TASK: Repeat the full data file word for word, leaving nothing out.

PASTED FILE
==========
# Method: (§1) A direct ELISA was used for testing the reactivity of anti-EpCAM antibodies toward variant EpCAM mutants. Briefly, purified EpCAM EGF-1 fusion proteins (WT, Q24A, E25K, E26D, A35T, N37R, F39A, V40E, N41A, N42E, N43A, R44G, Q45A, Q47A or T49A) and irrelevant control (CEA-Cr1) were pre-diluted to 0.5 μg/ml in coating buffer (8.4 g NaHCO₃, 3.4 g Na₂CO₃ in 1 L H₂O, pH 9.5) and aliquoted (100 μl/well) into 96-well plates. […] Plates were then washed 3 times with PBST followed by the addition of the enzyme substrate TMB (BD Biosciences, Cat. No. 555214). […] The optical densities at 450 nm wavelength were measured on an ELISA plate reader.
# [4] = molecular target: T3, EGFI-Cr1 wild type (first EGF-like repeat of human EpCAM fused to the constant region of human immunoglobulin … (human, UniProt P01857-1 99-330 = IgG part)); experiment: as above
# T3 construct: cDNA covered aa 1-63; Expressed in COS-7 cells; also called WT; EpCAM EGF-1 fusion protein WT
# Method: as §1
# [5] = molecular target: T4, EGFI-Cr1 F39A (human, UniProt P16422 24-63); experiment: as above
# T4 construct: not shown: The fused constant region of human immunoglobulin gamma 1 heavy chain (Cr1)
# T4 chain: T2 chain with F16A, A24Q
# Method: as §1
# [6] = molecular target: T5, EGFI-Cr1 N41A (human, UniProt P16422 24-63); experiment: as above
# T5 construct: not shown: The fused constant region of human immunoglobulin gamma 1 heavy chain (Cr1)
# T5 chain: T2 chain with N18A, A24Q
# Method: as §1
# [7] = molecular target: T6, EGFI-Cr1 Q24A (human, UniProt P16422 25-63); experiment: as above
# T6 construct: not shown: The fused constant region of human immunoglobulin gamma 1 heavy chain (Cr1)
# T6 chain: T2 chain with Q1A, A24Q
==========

# Method: (§1) A direct ELISA was used for testing the reactivity of anti-EpCAM antibodies toward variant EpCAM mutants. Briefly, purified EpCAM EGF-1 fusion proteins (WT, Q24A, E25K, E26D, A35T, N37R, F39A, V40E, N41A, N42E, N43A, R44G, Q45A, Q47A or T49A) and irrelevant control (CEA-Cr1) were pre-diluted to 0.5 μg/ml in coating buffer (8.4 g NaHCO₃, 3.4 g Na₂CO₃ in 1 L H₂O, pH 9.5) and aliquoted (100 μl/well) into 96-well plates. […] Plates were then washed 3 times with PBST followed by the addition of the enzyme substrate TMB (BD Biosciences, Cat. No. 555214). […] The optical densities at 450 nm wavelength were measured on an ELISA plate reader.
# [4] = molecular target: T3, EGFI-Cr1 wild type (first EGF-like repeat of human EpCAM fused to the constant region of human immunoglobulin … (human, UniProt P01857-1 99-330 = IgG part)); experiment: as above
# T3 construct: cDNA covered aa 1-63; Expressed in COS-7 cells; also called WT; EpCAM EGF-1 fusion protein WT
# Method: as §1
# [5] = molecular target: T4, EGFI-Cr1 F39A (human, UniProt P16422 24-63); experiment: as above
# T4 construct: not shown: The fused constant region of human immunoglobulin gamma 1 heavy chain (Cr1)
# T4 chain: T2 chain with F16A, A24Q
# Method: as §1
# [6] = molecular target: T5, EGFI-Cr1 N41A (human, UniProt P16422 24-63); experiment: as above
# T5 construct: not shown: The fused constant region of human immunoglobulin gamma 1 heavy chain (Cr1)
# T5 chain: T2 chain with N18A, A24Q
# Method: as §1
# [7] = molecular target: T6, EGFI-Cr1 Q24A (human, UniProt P16422 25-63); experiment: as above
# T6 construct: not shown: The fused constant region of human immunoglobulin gamma 1 heavy chain (Cr1)
# T6 chain: T2 chain with Q1A, A24Q